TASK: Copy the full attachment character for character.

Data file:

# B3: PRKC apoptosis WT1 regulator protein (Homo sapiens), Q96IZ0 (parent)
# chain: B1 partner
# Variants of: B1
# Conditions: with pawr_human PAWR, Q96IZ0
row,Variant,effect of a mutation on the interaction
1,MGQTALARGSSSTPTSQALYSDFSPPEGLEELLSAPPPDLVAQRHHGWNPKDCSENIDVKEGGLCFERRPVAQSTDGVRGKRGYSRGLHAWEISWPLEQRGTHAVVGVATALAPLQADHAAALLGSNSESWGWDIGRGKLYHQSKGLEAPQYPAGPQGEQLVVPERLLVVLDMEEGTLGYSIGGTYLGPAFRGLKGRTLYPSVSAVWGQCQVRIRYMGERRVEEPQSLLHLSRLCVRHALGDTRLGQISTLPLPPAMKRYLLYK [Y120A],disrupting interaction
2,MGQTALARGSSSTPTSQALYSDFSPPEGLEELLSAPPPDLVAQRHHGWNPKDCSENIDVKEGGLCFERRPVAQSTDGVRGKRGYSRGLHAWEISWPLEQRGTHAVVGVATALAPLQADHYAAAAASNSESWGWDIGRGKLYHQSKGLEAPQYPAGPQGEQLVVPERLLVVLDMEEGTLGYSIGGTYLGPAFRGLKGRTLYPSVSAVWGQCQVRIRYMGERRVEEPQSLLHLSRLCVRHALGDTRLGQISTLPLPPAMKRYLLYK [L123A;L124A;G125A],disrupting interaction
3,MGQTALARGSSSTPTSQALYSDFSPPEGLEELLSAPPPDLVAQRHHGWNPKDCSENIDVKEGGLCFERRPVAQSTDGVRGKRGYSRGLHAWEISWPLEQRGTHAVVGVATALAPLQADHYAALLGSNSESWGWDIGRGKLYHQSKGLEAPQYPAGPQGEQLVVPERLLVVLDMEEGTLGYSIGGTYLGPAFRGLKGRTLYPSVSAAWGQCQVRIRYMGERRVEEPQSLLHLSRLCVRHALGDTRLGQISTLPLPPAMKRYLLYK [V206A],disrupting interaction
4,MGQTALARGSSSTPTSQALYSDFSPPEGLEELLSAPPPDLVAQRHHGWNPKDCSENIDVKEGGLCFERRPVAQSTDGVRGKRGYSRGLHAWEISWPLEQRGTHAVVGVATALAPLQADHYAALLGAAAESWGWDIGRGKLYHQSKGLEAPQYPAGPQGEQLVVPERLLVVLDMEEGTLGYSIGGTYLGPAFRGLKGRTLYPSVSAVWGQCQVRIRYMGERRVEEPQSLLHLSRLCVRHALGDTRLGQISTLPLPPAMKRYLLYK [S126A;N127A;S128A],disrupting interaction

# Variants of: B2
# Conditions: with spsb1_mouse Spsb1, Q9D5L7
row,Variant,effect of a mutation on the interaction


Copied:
# B3: PRKC apoptosis WT1 regulator protein (Homo sapiens), Q96IZ0 (parent)
# chain: B1 partner
# Variants of: B1
# Conditions: with pawr_human PAWR, Q96IZ0
row,Variant,effect of a mutation on the interaction
1,MGQTALARGSSSTPTSQALYSDFSPPEGLEELLSAPPPDLVAQRHHGWNPKDCSENIDVKEGGLCFERRPVAQSTDGVRGKRGYSRGLHAWEISWPLEQRGTHAVVGVATALAPLQADHAAALLGSNSESWGWDIGRGKLYHQSKGLEAPQYPAGPQGEQLVVPERLLVVLDMEEGTLGYSIGGTYLGPAFRGLKGRTLYPSVSAVWGQCQVRIRYMGERRVEEPQSLLHLSRLCVRHALGDTRLGQISTLPLPPAMKRYLLYK [Y120A],disrupting interaction
2,MGQTALARGSSSTPTSQALYSDFSPPEGLEELLSAPPPDLVAQRHHGWNPKDCSENIDVKEGGLCFERRPVAQSTDGVRGKRGYSRGLHAWEISWPLEQRGTHAVVGVATALAPLQADHYAAAAASNSESWGWDIGRGKLYHQSKGLEAPQYPAGPQGEQLVVPERLLVVLDMEEGTLGYSIGGTYLGPAFRGLKGRTLYPSVSAVWGQCQVRIRYMGERRVEEPQSLLHLSRLCVRHALGDTRLGQISTLPLPPAMKRYLLYK [L123A;L124A;G125A],disrupting interaction
3,MGQTALARGSSSTPTSQALYSDFSPPEGLEELLSAPPPDLVAQRHHGWNPKDCSENIDVKEGGLCFERRPVAQSTDGVRGKRGYSRGLHAWEISWPLEQRGTHAVVGVATALAPLQADHYAALLGSNSESWGWDIGRGKLYHQSKGLEAPQYPAGPQGEQLVVPERLLVVLDMEEGTLGYSIGGTYLGPAFRGLKGRTLYPSVSAAWGQCQVRIRYMGERRVEEPQSLLHLSRLCVRHALGDTRLGQISTLPLPPAMKRYLLYK [V206A],disrupting interaction
4,MGQTALARGSSSTPTSQALYSDFSPPEGLEELLSAPPPDLVAQRHHGWNPKDCSENIDVKEGGLCFERRPVAQSTDGVRGKRGYSRGLHAWEISWPLEQRGTHAVVGVATALAPLQADHYAALLGAAAESWGWDIGRGKLYHQSKGLEAPQYPAGPQGEQLVVPERLLVVLDMEEGTLGYSIGGTYLGPAFRGLKGRTLYPSVSAVWGQCQVRIRYMGERRVEEPQSLLHLSRLCVRHALGDTRLGQISTLPLPPAMKRYLLYK [S126A;N127A;S128A],disrupting interaction

# Variants of: B2
# Conditions: with spsb1_mouse Spsb1, Q9D5L7
row,Variant,effect of a mutation on the interaction